I checked Windows time setting and it does adjust to Daylight Savings Time. Could this be something which could be set for an in-place JVM?


 
Tim Holloway
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Show me the code that you used to convert the java.util.Date to a string.
 
Thomas Griffith
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The java.util.Date (blah) is a day back between midnight and 1 AM even before the formatter.

 
Tim Holloway
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Could you please not double-space your code? It's hard to read. Thanks.

You might want to try using this date format string: "yyyy.MM.dd G 'at' HH:mm:ss z".

Also, if you could provide me with an offending value of blah. And do a System.out.println(dt);

You do realize that if it was simply not honoring DST, that your time would be off by 1 hour all day long?
 
Thomas Griffith
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Hi. Thanks. i fixed the code. Yeah, it is off by an hour all day long, but the app is only using the MM.dd/yyyy...so the date is off between midnight and 1 AM.

blah reads the Lotus Notes date field (stored as only MM/dd/yyyy), then apparently appends the current JVM time when converted to java.util.Date (blah)...which looks to be an hour behind. For example, the Lotus Notes ActionDate field reads 01/12/2021...the System.out.println's from the code...

I ran this a few minutes ago at 01:26:47 PM EST...

dt = 01/08/2021
blah = Fri Jan 08 12:26.47 EST 2021
dateText = 01/08/2021

Last night, I ran code at 12:17:38  AM EST

dt = 01/08/2021
blah = Thu Jan 07 23:17.38 EST 2021
dateText = 01/07/2021




 
Tim Holloway
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You realize that 23:17 is 11:17 PM and therefore NOT after midnight, I hope.

I have to conclude that either you read the time as being earlier than it was or that Lotus has a problem.
 
Tim Holloway
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Whoops! Did you notice? That says EST, not EDT!

Unles you're in Indiana, it's likely that your Tomcat server is running a time system with Daylight Savings switched off.

 
Paul Clapham
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So it's the whole dam server which has DST turned off, not just Tomcat!
 
Thomas Griffith
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Hi. I don't think that's it. I ran that program in Lotus Notes and it was using it's own JVM. The Tomcat logs have DST times. So I coded a quick command line java program to run directly in Windows on the Tomcat server. just prints out the current system MM/dd/yyyy HH:mm:ss z. however, when I move the java file to the tomcat server c drive, try to run it in the command window, it says Error: Could not find or load mainclass PrintTime...ClassnotFoundException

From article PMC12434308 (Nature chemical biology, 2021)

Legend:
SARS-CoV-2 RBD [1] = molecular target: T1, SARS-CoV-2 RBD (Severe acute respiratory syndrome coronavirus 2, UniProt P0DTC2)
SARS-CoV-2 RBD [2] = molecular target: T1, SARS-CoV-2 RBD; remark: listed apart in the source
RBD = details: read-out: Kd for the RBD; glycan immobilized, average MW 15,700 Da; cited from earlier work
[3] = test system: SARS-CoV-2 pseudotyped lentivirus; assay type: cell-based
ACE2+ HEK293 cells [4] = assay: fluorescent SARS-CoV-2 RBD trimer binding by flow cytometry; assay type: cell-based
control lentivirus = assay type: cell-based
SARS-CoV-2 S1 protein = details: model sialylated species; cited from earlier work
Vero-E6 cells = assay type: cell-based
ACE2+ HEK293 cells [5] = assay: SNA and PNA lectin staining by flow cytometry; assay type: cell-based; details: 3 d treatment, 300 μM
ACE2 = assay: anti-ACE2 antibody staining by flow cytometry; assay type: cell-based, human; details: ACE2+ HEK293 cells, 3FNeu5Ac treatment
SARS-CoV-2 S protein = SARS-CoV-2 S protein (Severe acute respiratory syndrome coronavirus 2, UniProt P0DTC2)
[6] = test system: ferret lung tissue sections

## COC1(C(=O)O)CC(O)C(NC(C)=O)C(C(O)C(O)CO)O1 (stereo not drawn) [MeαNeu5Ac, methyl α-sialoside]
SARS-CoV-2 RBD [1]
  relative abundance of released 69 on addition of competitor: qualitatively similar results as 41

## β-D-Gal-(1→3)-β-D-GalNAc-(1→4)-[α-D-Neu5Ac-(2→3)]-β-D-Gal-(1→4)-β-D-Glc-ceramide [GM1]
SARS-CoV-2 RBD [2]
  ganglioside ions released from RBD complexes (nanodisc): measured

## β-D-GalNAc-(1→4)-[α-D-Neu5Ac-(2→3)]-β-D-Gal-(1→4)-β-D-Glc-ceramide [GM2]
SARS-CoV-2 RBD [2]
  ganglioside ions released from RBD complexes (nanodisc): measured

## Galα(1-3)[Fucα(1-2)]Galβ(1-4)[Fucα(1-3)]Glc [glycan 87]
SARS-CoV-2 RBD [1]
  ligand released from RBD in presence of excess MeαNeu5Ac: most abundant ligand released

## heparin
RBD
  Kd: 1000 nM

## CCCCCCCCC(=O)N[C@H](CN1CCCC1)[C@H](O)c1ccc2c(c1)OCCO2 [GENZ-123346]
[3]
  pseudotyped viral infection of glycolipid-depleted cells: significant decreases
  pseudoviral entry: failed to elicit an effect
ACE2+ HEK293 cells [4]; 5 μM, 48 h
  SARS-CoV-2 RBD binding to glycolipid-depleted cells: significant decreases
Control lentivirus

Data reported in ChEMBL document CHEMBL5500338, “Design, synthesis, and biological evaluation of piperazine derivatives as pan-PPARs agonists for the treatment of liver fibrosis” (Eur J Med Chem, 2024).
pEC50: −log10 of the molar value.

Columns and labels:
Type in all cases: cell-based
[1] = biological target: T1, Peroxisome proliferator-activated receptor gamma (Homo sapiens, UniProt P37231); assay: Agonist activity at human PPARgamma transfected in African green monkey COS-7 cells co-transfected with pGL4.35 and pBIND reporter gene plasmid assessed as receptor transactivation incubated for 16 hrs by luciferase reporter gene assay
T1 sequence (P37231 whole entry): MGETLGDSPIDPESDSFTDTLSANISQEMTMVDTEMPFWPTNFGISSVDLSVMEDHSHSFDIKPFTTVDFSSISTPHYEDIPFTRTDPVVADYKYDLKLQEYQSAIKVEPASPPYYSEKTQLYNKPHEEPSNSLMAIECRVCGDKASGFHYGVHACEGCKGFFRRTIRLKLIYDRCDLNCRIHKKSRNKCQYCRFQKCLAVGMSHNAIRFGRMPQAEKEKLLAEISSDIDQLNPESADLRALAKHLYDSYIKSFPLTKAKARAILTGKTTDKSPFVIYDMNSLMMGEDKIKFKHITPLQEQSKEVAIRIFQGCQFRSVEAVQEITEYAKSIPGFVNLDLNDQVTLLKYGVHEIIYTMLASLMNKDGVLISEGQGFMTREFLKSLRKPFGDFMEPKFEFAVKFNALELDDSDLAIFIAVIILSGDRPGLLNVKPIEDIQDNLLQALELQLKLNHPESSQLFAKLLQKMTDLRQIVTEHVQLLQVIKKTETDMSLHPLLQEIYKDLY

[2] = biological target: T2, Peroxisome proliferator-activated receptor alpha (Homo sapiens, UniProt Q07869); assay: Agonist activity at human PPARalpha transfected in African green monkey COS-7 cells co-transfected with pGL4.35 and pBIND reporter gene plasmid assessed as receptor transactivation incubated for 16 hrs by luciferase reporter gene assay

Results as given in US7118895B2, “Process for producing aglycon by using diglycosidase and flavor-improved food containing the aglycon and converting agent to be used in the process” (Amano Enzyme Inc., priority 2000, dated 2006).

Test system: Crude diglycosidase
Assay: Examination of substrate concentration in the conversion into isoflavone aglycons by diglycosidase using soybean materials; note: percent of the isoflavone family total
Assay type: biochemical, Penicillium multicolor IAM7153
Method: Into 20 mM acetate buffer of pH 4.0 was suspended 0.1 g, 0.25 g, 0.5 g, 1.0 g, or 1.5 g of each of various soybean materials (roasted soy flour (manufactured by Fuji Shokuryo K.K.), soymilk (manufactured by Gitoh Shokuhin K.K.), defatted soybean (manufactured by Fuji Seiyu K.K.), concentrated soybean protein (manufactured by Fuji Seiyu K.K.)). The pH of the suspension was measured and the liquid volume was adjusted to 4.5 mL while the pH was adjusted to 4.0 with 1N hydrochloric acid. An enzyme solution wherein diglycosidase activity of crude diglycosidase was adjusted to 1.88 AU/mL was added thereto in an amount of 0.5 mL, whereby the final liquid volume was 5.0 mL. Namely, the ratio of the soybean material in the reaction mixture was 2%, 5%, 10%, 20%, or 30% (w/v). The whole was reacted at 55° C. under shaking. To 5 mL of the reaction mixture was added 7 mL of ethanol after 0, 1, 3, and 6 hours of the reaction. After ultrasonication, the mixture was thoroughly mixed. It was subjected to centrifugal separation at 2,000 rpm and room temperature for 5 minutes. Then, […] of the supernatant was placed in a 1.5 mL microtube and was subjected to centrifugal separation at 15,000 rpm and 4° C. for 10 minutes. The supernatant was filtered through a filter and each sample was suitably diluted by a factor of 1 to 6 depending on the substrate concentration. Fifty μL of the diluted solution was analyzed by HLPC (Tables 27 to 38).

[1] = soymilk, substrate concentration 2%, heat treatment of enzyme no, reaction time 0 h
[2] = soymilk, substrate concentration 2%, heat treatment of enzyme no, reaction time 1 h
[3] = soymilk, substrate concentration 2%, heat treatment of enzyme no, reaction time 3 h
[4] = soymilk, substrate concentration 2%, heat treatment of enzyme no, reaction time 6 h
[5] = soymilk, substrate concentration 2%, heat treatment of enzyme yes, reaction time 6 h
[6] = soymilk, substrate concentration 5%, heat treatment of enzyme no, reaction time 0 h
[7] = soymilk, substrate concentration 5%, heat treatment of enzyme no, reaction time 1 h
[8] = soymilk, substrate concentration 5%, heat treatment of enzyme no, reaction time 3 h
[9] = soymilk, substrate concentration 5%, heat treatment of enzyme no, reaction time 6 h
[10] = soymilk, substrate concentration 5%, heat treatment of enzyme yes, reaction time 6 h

This had me thinking. When I installed the Tomcat JVM, i unzipped to a directory and pointed Tomcatw.exe (windows service) to the JVM folder. The Tomcat service runs, no oroblem. Does the JVM have to be "installed" in some other manner to run java programs and perhaps, this might be behind the issue with not recognizing system
 
Tim Holloway
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JAVA_HOME is not part of official Java. It's a convention used by many - but not all - Java applications to indicate that the application should use a specific Java installation, since Java - unlike Internet Explorer does not operate in Highlander Mode (There can Be Only One).

As an example, the Eclipse IDE does not use JAVA_HOME. it references a config file to find the JVM it will run under.

Tomcat does use JAVA_HOME. It also supports JRE_HOME. Failing that, it will look on your shell instance's PATH for a Java executable and deduce a JAVA_HOME from there. There's likely to be some further tweaks for Tomcat when deployed via the Windows Service manager, but what I listed is what the standard Tomcat startup scripts use.

I hope I'm not reading that you unzipped Tomcat into a JRE/JDK directory. That would horribly pollute both Java and Tomcat. They must be completely separate nor should one contain the other.
 
Thomas Griffith
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yeah, I fixed it by setting PATH to %JAVA_HME%\bin. However, now I get Error: could not find or load mainclass HelloWorldDST. I have HelloWorldDST.java sitting right in the c: root and see it via dir command. Oh, crap, I moved the source file over, not the class. Hold on...